Unless you are staying in a resort that offers free airport transfers, then you are going to need some form of transportation.
One thing you can say about Fiji, they have plenty of buses! They don't always run on time, although I have found them to be reasonably good in that respect. And the prices....cheap!
There are two types of buses running, the express, and local. The express buses have windows, air conditioning, and stop only at the designated bus stops (whereas the local buses stop anywhere and everywhere, constantly).
There is an express bus leaving from the domestic terminal at Nadi airport every few hours, which goes to Suva. The distance from Nadi to Suva is around 200kms, and a fare will cost you about $$22-25 (Fijian dollars).
Coral Sun Express run a twice daily bus service from Nadi airport to Suva, and vice versa. You can find details of timetable, prices, and stops on the transport from Nadi airport page. You will also find details and pricing for private airport transfers on that page.
Cheap fares, grinding gears, uncomfortable seats, and canvas roll down windows in case of rain. Yes, the local buses are an experience!
These will stop almost anywhere, not just designated bus stops. And because of that, a journey of any distance becomes a marathon. If you're not in a hurry, then this can be a fun way to get around.
Any self respecting travel website will advise you not to use these. They are not registered people carriers, most of their vehicles are in a poor condition, and who knows if your travel insurance would cover you travelling in one of these?
But the fact is, the whole Fijian rural way of life would grind to a halt without these carriers, so the police seem to turn a blind eye to them.
Almost always run by Fijian Indians, they charge the same fare as a local bus so it's very cheap. And the local population rely on these carriers to get to work, transport goods to and from the markets, and get to the more remote areas where bus service is unreliable.
If you wanted to flag down one of these carriers, then you use your hand to indicate that you want a ride. In Fiji, the way to flag down a ride is to put your arm out horizontal to the ground, and use you hand to signal, exactly the same way that you would motion somebody to sit down. You will find any number of these carriers at bus depots, markets, and any other places that local gather.
A little more expensive than catching a taxi, but you will be greeted as you come out of customs, and get treated like a V.I.P. We know of several services that we can recommend... check them out on our transport from Nadi airport page.
If your budget extends to a rental car, then great, it's the easiest way to get round without having to rely on buses or taxis. However, be aware that car rental is not cheap in Fiji. You will struggle to find anything for much less than $100 a day, and most companies also insist that you pay extra insurance on top of that. So a week will cost somewhere close to $800, maybe more. As a price comparison, you can get a car rental from Auckland International Airport from as little as $25 a day, with unlimited milage.
However, the higher rental prices are understandable, when you see the cost of purchasing a 2nd hand vehicle in Fiji. For a reasonably modest Toyota Corolla, that you would buy in NZ for $1,500, expect to pay perhaps four times that price in Fiji. So rentals will naturally reflect the higher prices.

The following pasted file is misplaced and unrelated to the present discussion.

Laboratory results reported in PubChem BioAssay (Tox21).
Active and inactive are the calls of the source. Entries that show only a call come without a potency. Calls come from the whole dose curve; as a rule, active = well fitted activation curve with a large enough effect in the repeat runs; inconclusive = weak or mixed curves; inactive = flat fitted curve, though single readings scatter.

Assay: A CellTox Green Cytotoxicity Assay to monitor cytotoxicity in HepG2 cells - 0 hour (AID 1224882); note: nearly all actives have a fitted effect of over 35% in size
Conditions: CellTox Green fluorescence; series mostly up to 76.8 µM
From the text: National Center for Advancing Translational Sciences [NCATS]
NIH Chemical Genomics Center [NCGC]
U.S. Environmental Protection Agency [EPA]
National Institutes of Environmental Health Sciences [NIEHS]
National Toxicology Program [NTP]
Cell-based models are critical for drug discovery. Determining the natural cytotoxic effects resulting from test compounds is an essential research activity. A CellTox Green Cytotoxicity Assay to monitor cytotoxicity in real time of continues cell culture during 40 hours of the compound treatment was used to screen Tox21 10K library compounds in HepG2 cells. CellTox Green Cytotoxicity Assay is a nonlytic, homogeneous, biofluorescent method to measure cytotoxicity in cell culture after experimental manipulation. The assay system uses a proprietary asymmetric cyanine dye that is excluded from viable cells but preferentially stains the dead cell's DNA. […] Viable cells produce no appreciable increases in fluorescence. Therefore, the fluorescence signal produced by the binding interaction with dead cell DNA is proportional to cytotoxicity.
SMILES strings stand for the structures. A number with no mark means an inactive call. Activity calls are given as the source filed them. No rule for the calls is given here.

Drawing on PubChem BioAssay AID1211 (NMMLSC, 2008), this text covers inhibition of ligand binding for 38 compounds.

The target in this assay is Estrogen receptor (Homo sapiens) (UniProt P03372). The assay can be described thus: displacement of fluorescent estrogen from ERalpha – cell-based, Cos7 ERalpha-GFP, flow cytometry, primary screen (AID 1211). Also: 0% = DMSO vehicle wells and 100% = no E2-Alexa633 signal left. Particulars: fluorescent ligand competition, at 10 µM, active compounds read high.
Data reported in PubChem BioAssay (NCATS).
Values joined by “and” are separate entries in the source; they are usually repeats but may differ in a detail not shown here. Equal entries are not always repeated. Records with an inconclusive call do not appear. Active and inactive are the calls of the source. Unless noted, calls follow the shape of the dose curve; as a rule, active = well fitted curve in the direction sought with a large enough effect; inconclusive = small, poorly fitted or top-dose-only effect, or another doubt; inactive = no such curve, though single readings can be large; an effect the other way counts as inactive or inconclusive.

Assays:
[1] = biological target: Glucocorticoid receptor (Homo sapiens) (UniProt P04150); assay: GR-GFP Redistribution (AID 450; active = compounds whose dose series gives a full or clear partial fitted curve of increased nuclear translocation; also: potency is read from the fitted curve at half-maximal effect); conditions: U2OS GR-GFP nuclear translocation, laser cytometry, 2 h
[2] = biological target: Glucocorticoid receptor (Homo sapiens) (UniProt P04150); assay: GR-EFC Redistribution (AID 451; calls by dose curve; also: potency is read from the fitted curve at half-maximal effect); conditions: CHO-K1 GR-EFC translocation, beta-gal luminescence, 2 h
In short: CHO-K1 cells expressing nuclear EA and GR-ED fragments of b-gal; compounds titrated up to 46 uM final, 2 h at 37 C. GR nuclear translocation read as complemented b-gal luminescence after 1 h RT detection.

You can either book ahead of time (recommended) or take a chance on something being available when you arrive. There are the usual rental company booths in Nadi airport, but it could be a long process trying to get a car at short notice. The only thing that happens quickly in Fiji is getting out the Kava bowl!
If you are a nervous driver, then perhaps consider using public transport instead. The roads in Fiji are in poor repair, other drivers seem to flaunt the road rules with reckless abandon, and there is the ever present dangers of wandering stock (very common) and sump ripping speed humps in every village (even more common). Your insurance will not cover damage done on these humps, so do take extra care going over them. And do I really need to remind you not to park your car underneath a coconut tree?
The national open road speed limit is 80kph (50mph) and at times that can seem excessively high! Once you have driven from Nadi to Suva, you will see why the limit is unlikely to be raised anytime soon. The state of the roads make exceeding the limits a dangerous affair.
The cost of a taxi fare doubled, starting from the beginning of November, 2011. However, even with that 100% increase, fares are still cheap in comparison to NZ, Aust, and the USA. With a flagfall of only fj$1.50 (fj$5 from an airport), and 10c per 100 meters (that's fj$1.60 per mile) even a full fare is very affordable.
However, taxi drivers are more than happy to negotiate a lower fare - so don't be afraid to ask for a firm price before you start your journey. As an example, if you want to travel Nadi to Suva (or Suva-Nadi) most taxi drivers will quote you around fj$200. But I always tell them my budget is fj$150, and if the can't do the trip for that price, then I will find somebody that will. And yes, they always agree to that price.Typical Taxi fares Around Fiji
If you are travelling to the Mamanuca or Yasawa islands, then you will probably use either the South Seas or Yasawa Flyer, which both depart from Denarau each morning from 8.30am. Check out our page on the Yasawa Flyer for more details.We have current price lists for both the Yasawa Flyer and Tiger IV (goes to Mamanuca islands). If you are looking for a cheaper way to get to the Mamanucas, then you can catch the Mana Flyer speedboat for only fj$80 one way.